Why Is My Neighbor’s Bible Thicker Than Mine?


Bryant Wright discusses the role of the Reformation with regards to the Apocrypha.

Every word of God is flawless... do not add to his words, or he will rebuke you and prove you a liar (Proverbs 30:5-6, NIV).

Turn with me to 2 Maccabees, Chapter 12. You’ll find it as the last book in the Old Testament. What? You say you can’t find it? That’s probably because it’s not in your Bible; you can only find 2 Maccabees in the Orthodox and Catholic Bibles. If the two largest groups of Christianity have different books in their Bibles, which Bible is the right one? Here’s the story...

During the Protestant Reformation, the Catholic monk Martin Luther called for theological, moral and biblical reform. Luther called for the church to get back to Scripture alone. Several books called the Apocrypha had been added to the Old Testament. The Reformation sought to return to the original Old Testament. When I asked our neighborhood rabbi about the Apocrypha, he said, “The Jewish people see the books of the Apocrypha as sacred, but not binding, and not on the level of the Bible.”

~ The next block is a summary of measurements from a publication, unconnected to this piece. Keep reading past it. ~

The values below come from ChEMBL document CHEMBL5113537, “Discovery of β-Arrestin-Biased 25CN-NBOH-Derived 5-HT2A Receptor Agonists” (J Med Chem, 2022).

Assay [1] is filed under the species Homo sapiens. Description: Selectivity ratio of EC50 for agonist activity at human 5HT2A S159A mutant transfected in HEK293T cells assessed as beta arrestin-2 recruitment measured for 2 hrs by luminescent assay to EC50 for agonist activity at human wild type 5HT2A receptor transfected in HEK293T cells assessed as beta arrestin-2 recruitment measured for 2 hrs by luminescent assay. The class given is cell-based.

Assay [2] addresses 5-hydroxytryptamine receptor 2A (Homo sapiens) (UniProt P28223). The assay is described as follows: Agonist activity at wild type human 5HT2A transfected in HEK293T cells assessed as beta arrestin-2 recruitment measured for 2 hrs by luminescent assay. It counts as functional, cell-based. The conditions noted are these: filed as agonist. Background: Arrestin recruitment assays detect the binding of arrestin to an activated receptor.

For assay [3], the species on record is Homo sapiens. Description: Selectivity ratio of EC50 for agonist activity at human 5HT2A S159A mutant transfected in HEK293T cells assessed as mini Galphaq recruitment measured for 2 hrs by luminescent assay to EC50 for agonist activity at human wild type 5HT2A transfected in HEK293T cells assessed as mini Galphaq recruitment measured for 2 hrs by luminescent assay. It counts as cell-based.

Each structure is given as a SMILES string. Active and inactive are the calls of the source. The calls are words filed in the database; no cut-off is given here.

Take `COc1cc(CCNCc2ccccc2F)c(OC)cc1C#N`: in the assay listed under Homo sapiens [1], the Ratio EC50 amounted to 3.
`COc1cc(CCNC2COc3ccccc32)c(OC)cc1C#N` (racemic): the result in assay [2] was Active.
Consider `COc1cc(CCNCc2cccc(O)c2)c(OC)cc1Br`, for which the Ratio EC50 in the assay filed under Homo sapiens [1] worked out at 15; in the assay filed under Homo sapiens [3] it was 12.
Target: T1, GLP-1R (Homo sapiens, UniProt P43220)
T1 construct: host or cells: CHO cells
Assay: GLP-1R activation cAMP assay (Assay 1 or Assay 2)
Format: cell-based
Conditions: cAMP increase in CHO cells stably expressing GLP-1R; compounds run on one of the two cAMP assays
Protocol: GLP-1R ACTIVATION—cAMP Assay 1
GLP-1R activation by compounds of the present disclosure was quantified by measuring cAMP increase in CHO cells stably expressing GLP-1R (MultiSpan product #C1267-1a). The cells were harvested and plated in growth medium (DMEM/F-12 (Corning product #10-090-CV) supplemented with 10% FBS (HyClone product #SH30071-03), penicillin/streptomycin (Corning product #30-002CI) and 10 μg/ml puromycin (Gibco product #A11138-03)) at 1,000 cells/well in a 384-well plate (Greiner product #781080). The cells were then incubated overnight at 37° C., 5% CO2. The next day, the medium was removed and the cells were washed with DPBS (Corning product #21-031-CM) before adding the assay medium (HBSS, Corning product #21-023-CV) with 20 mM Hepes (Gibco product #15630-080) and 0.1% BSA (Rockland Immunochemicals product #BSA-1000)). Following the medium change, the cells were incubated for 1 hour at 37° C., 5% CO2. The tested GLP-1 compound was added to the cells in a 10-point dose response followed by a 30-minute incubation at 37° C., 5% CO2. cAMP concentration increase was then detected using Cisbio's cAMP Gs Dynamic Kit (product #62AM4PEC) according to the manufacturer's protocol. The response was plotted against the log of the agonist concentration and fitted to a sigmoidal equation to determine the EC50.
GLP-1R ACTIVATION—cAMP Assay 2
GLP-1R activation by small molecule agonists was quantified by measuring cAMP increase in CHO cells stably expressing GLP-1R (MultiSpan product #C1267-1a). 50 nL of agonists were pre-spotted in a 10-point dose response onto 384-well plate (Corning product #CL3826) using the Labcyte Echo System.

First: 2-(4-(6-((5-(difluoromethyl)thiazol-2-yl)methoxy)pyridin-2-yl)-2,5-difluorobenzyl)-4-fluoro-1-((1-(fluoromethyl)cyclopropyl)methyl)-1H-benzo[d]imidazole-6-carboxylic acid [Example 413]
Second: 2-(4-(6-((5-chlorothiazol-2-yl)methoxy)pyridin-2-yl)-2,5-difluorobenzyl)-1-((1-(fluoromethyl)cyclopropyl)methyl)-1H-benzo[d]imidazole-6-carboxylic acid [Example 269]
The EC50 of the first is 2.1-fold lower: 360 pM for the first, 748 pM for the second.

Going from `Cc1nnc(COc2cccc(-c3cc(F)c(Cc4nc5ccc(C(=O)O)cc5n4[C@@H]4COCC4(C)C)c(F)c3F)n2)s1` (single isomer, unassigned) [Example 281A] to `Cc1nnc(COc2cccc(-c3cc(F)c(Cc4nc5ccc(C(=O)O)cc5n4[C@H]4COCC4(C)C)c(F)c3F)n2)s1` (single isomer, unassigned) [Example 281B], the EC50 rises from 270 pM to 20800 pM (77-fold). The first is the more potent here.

Now you understand why the Protestant Reformers left the books of the Apocrypha out of the Bible we have today. Do not let this alarm you. The Apocrypha may be sacred writings to the Jews, but it is not the holy Word of God. But the thirty-nine books of the Old Testament and twenty-seven books of the New Testament are all the same in the Protestant, Catholic and Orthodox Bibles. This means the story of Jesus Christ remains identical, universal, and eternal for all.

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